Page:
Ajay Suresh / Wikimedia Commons

Hupert's work, based out of Weill Cornell Medicine (pictured above) will help inform state policy.

September 16, 2019

Weill Cornell to Provide Debt-Free Medical School for Financial Aid Students

Print More

On Monday morning, Cornell announced that Weill Cornell would provide debt-free schooling for students qualifying for financial aid.

The program will go into effect as of the 2019-2020 year, Weill Cornell said. Students in Weill’s Class of 2023 — and all classes onward — will have their loans replaced by scholarships.

“Today marks a historic day at @WeillCornell. I am tremendously proud to announce that, thanks to the generosity of our donors, Weill Cornell Medicine will be able to provide debt-free education to all medical students who qualify for financial aid! pic.twitter.com/58Asz2JbYH

Sticker price for Cornell medical school tuition is currently $58,760, and Weill Cornell’s website states that the program currently has 1,390 students enrolled across its programs.

The announcement follows New York University’s well-received move last August to have a tuition-free medical school.

“[The] program includes all costs, which I don’t think anyone has done,” said Sanford A. Weill. Costs apart from tuition, including books and expenses, will be included in the calculation.

It will allow the school to “reach out to people not based on what they can afford, but what they can do to make the world a better place,” he said.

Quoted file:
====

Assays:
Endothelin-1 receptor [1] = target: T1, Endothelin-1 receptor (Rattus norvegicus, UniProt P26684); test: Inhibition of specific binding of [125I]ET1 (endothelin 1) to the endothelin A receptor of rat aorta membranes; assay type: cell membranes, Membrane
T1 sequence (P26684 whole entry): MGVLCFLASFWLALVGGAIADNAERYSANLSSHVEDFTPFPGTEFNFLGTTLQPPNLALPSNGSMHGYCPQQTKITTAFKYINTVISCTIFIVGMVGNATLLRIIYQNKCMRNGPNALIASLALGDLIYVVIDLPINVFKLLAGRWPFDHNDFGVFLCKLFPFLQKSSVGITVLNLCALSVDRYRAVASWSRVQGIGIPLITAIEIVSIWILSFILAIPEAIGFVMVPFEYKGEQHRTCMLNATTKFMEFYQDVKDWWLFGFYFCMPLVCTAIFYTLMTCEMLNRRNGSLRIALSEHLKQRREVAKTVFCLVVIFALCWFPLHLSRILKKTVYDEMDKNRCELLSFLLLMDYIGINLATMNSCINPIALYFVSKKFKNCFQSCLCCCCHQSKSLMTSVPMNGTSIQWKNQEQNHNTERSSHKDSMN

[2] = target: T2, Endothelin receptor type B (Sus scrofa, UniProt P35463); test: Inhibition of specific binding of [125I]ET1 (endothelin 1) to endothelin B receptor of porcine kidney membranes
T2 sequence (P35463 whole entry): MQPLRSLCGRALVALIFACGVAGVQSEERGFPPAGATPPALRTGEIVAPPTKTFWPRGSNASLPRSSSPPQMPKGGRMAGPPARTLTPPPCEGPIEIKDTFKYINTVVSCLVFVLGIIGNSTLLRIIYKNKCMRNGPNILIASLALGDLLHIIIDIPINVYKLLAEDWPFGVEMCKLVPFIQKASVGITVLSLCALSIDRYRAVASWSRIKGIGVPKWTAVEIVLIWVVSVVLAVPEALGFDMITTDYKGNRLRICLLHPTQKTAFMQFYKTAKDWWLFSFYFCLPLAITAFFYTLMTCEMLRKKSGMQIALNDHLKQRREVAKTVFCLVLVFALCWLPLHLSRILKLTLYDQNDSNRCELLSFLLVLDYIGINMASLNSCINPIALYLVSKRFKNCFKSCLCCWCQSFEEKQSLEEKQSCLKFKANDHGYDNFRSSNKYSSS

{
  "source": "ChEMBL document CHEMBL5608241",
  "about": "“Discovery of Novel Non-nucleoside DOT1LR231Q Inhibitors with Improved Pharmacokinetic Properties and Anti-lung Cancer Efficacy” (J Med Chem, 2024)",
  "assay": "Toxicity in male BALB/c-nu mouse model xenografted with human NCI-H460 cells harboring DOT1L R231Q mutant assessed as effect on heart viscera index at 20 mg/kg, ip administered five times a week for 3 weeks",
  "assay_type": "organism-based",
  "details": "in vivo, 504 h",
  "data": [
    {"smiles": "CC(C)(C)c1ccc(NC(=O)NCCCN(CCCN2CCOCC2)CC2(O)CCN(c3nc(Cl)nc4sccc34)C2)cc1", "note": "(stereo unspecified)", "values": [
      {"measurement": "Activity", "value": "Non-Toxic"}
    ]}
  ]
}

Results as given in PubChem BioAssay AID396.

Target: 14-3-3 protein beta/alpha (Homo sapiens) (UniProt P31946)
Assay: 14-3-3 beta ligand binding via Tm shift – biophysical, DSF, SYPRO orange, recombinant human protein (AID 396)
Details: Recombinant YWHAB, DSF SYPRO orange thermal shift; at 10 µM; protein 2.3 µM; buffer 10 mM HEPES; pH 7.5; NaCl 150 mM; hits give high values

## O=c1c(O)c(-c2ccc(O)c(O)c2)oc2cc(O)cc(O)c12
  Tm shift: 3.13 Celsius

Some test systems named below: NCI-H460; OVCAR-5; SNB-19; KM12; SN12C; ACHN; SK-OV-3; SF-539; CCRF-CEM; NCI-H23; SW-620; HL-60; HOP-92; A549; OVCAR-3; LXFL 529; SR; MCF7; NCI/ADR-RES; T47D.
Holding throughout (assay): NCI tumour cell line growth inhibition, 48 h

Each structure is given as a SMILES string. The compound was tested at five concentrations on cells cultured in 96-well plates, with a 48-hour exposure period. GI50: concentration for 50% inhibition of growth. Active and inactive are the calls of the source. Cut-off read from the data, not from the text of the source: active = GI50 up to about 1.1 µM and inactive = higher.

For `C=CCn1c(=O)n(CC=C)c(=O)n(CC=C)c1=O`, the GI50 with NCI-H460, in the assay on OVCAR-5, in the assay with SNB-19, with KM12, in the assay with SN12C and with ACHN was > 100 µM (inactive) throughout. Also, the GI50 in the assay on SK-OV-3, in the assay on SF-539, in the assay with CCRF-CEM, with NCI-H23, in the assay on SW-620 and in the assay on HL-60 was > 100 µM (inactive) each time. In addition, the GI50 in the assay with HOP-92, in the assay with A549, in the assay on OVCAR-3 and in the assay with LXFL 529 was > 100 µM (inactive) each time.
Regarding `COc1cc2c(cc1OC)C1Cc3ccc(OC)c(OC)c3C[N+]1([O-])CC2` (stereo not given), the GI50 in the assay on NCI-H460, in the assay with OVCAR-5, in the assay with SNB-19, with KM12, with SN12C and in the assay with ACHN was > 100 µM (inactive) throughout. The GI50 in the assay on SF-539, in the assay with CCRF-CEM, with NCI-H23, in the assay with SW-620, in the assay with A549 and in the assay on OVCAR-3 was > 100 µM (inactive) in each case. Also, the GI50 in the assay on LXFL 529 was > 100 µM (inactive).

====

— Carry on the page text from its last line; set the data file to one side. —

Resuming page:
Organization StudentDebtRelief.com says that the average medical school graduate carries $170,000 in debt, with a quarter of recent graduates owing more that $200,000.

“Why do I pretend I don’t have over 100 thousand dollars in debt right now?” asked Sarita Ballakur, a student speaker from the medical class of 2021, at the ceremony. “Because it’s overwhelming.”

“When I heard this announcement, I was shocked, I was overjoyed,” Ballakur said. “Even standing here, I can’t believe that the loans I took out a month ago won’t stay with me.”

Weill Cornell only offers financial aid to students who are born or naturalized U.S. citizens, permanent residents or eligible non-citizens.

“By investing in our medical students, we impart a lasting, positive effect on the healthcare landscape across the country,” said Cornell President Martha E. Pollack in a Weill Cornell press release.

Dean Augustine M. Choi, who made the announcement, recently penned an op-ed on the issue of medical school burnout among students.

Today, he celebrated what he called “an exciting new era in medical education.”

This story will be updated.